I guess there's hope now for ACHE past-president Chris Dougherty

Rutgers to launch program promoting politeness
Civility - behaving decently; not pilfering that piece of pizza from the office refrigerator; and controlling the urge to fire off a nasty, unsigned e-mail - is related to ethics, he said.

None of those behaviors is unique to the academic setting, of course. But Forni, who was taught manners by his mother growing up around Venice, Italy, said he has heard from college officials that some students seemed unaware of what was appropriate in their new setting.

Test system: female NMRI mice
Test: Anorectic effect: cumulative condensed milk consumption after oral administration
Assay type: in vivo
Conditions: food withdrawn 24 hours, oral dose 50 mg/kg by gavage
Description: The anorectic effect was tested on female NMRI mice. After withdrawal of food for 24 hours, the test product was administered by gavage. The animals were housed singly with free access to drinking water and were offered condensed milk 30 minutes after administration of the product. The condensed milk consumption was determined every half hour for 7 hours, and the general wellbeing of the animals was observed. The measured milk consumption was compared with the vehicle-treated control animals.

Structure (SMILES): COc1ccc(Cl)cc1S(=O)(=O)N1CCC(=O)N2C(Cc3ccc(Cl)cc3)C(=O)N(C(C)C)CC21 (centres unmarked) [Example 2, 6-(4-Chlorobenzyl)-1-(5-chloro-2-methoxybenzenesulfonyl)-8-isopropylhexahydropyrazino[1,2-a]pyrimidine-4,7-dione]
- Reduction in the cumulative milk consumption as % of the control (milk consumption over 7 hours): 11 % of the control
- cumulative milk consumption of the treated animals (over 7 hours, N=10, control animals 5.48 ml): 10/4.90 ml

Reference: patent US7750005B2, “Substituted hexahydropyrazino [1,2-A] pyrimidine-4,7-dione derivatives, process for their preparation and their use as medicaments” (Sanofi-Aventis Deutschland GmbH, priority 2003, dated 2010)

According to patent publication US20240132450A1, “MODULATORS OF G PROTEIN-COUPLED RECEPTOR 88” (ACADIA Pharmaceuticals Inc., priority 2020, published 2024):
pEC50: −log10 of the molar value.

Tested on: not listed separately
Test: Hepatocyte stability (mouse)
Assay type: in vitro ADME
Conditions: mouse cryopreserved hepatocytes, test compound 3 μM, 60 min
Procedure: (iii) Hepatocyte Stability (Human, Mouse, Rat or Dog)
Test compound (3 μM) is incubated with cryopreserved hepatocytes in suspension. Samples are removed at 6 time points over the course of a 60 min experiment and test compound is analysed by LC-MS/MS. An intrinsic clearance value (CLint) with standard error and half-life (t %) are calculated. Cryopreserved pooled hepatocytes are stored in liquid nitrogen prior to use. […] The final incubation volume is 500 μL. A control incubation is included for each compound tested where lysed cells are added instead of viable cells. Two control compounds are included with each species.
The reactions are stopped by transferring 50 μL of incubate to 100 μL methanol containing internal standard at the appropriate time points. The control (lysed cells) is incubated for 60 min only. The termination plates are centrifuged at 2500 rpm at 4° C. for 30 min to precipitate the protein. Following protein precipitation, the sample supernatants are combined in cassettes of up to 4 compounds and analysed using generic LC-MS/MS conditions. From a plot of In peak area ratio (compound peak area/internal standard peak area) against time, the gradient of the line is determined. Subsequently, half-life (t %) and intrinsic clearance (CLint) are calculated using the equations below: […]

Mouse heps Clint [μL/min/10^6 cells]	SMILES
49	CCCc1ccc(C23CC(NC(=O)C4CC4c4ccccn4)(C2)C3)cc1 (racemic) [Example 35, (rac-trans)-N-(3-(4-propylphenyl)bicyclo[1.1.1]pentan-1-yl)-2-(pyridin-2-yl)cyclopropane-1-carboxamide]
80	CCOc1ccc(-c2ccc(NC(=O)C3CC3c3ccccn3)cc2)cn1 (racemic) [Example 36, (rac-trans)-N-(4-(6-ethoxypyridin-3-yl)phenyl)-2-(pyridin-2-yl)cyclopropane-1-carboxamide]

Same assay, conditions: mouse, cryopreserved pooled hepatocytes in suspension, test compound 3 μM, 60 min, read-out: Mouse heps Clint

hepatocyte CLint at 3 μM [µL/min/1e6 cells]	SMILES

"Devices of mass distraction," as he calls them, are a particular source of disruptive behavior: leaving class to take a cell-phone call, surfing the Internet or watching an online show instead of paying attention to an instructor.

"It's not respectful of the teacher," Forni said, "but it's also a way of not learning."

In addition to technology in classrooms, future discussions will focus on civility between the genders, sportsmanship, bullying, respect for the environment, good and bad campus-bus behavior, and multicultural interactions.


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